PhD candidate in psychology publishes meta-analysis that chronicles 60 years of memory research By Wendy Philpott Faculty of Arts Whether you're old or young, memory can be a challenge for all kinds of reasons, and most of us would welcome strategies to help improve our memory. Waterloo's researchers in psychology have been helping with this area of cognition for years - and the impact of their research on what we know about memory continues with graduate students.

Transport - 08.09.2022
Changes to Toronto's public transit system would eliminate barriers, retain riders
Changes to Toronto’s public transit system would eliminate barriers, retain riders
A reassessment of Toronto's travel networks is needed to improve transit equity People who rely on public transit in Toronto will eventually have to choose different means of transportation if they can afford it or risk isolation unless the current system improves, a new study found. The research from the University of Waterloo indicates that a lack of attention to core riders- meaning those dependent on public transportation-further marginalizes and creates mobility barriers that impede participation in public life.

Environment - 08.09.2022
A sniffer bird
A sniffer bird
The great tit uses its sense of smell to find its way home We agree that the great tit will never be called upon to sniff out suspicious luggage at airports, but this species has more flair than we thought. In fact, a study published in Frontiers in Ecology and Evolution by a team of researchers including Linda Nowack, a doctoral student in the Department of Biology and the Centre d'études nordiques at Université Laval, shows that this bird uses olfactory signals to guide its movements.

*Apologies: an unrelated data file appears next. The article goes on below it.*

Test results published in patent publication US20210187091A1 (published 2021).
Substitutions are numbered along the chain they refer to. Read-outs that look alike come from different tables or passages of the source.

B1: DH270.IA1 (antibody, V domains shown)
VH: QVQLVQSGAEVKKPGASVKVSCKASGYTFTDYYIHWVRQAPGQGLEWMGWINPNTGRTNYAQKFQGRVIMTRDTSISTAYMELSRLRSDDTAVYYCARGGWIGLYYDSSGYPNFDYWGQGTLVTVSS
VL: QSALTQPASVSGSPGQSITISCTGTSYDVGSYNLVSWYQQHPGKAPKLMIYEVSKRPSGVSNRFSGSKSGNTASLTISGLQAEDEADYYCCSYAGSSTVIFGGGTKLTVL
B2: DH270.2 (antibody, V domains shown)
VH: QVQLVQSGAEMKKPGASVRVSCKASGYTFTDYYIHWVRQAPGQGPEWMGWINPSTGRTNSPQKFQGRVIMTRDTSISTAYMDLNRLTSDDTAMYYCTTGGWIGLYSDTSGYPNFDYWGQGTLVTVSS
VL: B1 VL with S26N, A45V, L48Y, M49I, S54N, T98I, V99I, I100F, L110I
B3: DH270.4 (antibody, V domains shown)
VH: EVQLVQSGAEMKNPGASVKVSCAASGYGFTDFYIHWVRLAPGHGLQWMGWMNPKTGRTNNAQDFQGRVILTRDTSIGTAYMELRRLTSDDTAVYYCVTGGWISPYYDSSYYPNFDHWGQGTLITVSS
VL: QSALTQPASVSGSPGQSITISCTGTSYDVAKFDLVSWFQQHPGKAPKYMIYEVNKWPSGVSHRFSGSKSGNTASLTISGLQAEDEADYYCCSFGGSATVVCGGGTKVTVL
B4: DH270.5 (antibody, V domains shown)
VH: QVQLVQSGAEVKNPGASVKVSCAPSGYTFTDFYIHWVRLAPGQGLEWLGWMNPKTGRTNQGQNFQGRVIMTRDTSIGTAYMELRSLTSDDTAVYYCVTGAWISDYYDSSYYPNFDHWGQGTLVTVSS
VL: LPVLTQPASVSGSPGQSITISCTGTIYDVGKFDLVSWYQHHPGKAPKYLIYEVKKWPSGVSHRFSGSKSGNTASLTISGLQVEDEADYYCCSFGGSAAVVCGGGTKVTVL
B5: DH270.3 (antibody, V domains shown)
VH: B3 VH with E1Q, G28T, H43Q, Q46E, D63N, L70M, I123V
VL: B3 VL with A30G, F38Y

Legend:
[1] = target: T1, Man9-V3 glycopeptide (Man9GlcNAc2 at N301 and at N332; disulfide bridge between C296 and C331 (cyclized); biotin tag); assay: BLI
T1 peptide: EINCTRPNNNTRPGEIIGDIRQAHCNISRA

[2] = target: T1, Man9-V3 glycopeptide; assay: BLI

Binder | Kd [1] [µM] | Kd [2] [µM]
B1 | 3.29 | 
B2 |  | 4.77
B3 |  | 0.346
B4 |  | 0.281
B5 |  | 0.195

Health - Life Sciences - 08.09.2022
Muscle discovery, aging and memory, plus other stories
Muscle discovery may lead to better drugs The smallest constituents of muscles, myosin and actin, may be targeted to contribute to more effective treatment methods against heart and muscle diseases, say a group of international researchers at McGill University and Linnaeus University. The question of what happens at the molecular level inside our muscles when they are activated has long eluded researchers.

Chemistry - Environment - 08.09.2022
Research team investigating 'forever chemicals' in water systems
Research team investigating ’forever chemicals’ in water systems
Researchers at Western's Institute for Chemicals and Fuels from Alternative Resources (ICFAR) a nd collaborators from academia, government and industry are identifying and treating 'forever chemicals' in water systems, an ever-increasing environmental concern which affects more than 2.5 million Canadians.

Social Sciences - Health - 07.09.2022
Starting kindergarten: Normal stress for the vast majority of children
Starting kindergarten: Normal stress for the vast majority of children
Measures of morning salivary cortisol show that children experience stress when starting kindergarten. It's normal. The transition to kindergarten causes a generalized and normal increase in the stress hormone cortisol in children during the first two weeks of school. Cortisol levels then decrease in some children but not others.

Media - 01.09.2022
Spiders caught in a web of Internet lies
Spiders caught in a web of Internet lies
It's no secret that the internet and social media fuel rampant spread of misinformation in many areas of life. A collective of researchers, including Catherine Scott , Postdoctoral Fellow in McGill University's Lyman Lab, have explored this phenomenon as it applies to news about spiders. The verdict? Don't blindly trust anything you read online about these eight-legged arthropods-or anything else for that matter-and always consider the source.